For instance, if you’ve wondered why other writers seem to get things done and you’re struggling to write an opening paragraph, the perfectionist in you could be sabotaging your work.
Or maybe you’re the type of writer who spends every writing session planning, leading to months of hard work but no genuine progress for your manuscript.
These examples, and the others listed below, are features of classic writer-types and their natural tendencies can stop you from writing—but only if you let them!
What To Do When Your Writer-Type Stops You From Writing
This isn’t a writer who aims to make every word perfect, but a writer who can’t get into the momentum of writing because they feel every word has to be perfect. It’s that fear, that perfectionism, that cripples them during their writing sessions.
This can lead to getting stuck in the writing process and not moving forward, or not starting at all.
What To Do:
The first fix is one for your mindset. You need to allow yourself to write without expectations, rules, or pressure.
That old chestnut of write like no one else will read it really applies here. Dig deep and examine why you’re so hesitant to put pen to paper.
Are you worried the words won’t match the images you see in your head? Do you think there’s no point in trying because nothing you write sounds like the books you read?
Becoming a good writer takes practice. Those books on your shelves result from multiple drafts and editing sessions. You’ll need to do those too to get your MS to the same level. But that won’t happen until you start the first draft.
Really have a look at your excuses for why you aren’t writing and remember that writing is only the first part of the process.
Editing is the real place where you make those words the best they can be. It’s easy to forget that when you’re trying to get the words right first go. You can change your words in later drafts, so don’t be afraid to craft lackluster sentences.
The second fix is to make a clear plan, set a time limit, and decide on a deadline.
Having a plan will keep you on track and stop you from procrastinating.
As for the time limit, apply it to your current task, I.e. 2 hours a day to write the first draft of chapter 1, or 45 minutes to edit yesterday’s scene. Again, the time limit will focus your attention on where it needs to be.
The deadline is something to set for the entire project. Give yourself X amount of time to complete it, being realistic and flexible.
You love to plan and will plan, plan, plan—without moving beyond it to do any of the writing!
A planner is never short on enthusiasm and creativeness for the job. It’s getting started and finishing the job that is their weakness.
While planning helps you write, and some writers need a plan to get anything on paper, if planning is all you ever seem to do, it’s time to stop it from holding you back.
What To Do:
Limit your planning to only certain writing days or set portions of your writing session. Strike a balance of planning what to write, and actually doing some of that writing.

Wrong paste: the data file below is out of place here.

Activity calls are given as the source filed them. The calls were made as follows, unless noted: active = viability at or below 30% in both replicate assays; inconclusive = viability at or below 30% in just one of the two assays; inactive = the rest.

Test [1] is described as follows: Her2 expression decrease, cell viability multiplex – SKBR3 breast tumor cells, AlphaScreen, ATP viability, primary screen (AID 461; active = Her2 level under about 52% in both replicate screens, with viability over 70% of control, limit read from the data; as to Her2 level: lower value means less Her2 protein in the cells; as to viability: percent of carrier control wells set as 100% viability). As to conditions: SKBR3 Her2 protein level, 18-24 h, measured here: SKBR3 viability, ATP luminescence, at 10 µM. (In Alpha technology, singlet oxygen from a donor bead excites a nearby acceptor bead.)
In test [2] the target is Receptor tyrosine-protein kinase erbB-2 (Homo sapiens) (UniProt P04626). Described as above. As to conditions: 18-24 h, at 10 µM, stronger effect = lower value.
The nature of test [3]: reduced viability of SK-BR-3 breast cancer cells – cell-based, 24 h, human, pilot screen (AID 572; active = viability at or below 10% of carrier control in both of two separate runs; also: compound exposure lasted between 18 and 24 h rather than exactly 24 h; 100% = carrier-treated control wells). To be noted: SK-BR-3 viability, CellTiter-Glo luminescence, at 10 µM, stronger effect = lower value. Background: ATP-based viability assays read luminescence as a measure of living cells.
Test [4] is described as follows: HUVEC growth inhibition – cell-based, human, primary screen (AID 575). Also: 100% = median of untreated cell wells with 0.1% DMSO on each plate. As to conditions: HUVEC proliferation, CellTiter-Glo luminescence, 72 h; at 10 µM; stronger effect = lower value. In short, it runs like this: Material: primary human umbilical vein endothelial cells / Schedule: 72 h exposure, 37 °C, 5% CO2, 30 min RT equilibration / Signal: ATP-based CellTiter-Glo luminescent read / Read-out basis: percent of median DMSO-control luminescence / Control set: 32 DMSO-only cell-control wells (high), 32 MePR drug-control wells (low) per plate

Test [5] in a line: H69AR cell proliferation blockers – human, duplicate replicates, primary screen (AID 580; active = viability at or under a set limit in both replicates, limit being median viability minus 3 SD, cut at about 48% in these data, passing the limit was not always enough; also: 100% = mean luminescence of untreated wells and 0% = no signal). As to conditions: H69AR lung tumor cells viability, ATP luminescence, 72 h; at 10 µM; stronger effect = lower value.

No plan is so concrete that it doesn’t change as the words flow, so splitting your writing session into planning and writing benefits both and helps you get your manuscript written faster.
Writer-Type: Down To The Wire
If you’re this type of writer, you love deadlines, but instead of using them to complete the task, you use them as the signal to start.
Waiting until you’re down to the wire might feel like an exciting way to get things done, but imagine how much easier and less stressful it will be to write and then have the time to go over it properly.
What To Do:
If you like the intensity of working to a deadline, write in sprints.
Give yourself a 10-30 minute time limit and work in focused, short bursts that will still allow for revisions and improvements to your pages.
Leaving things to the last minute will never produce your best work, no matter how much you convince yourself it does.
If you’ve ever looked at your to-do list and thought it’d be easier to just not do it, your writer-type is most likely overwhelmed.
Abandoning your list won’t help, of course, and will only lead to the very real trouble of not being able to focus on what to work on first.
That kind of mix usually results in postponing everything as decision-making becomes too much. It’s the quickest way to not write a book.
What To Do:
This is where prioritizing is your friend. Rank the writing tasks on your to-do list in terms of importance and then work through them.
Take a leaf out of any organizing guru or motivational speaker’s handbook and tackle the hardest task first. With that done, all the other tasks will seem fun in comparison, or at least less overwhelming.
The to-do list can stretch over time if it needs to, and you can break each into its own mini task if that helps.
If you get really overwhelmed, cherry-pick the fun tasks, like researching the meanings behind the names of your characters, so it feels like you’ve still accomplished something. That motivation of completing an item should give you what you need to work through even the longest of to-do lists.
As you can see, once you’re aware of your triggers and can apply a new attitude/process to approaching your work, you should be able to tame your inner perfectionist/planner/down to the wire/overwhelmed writer and hopefully never be stopped from writing again! Until that self-doubt kicks in…
— K.M. Allan
So, which writer-type did you identify with the most? Are you definitely a Perfectionist or a mix of a Planner with a splash of Overwhelmed? Let’s talk about it in the comments!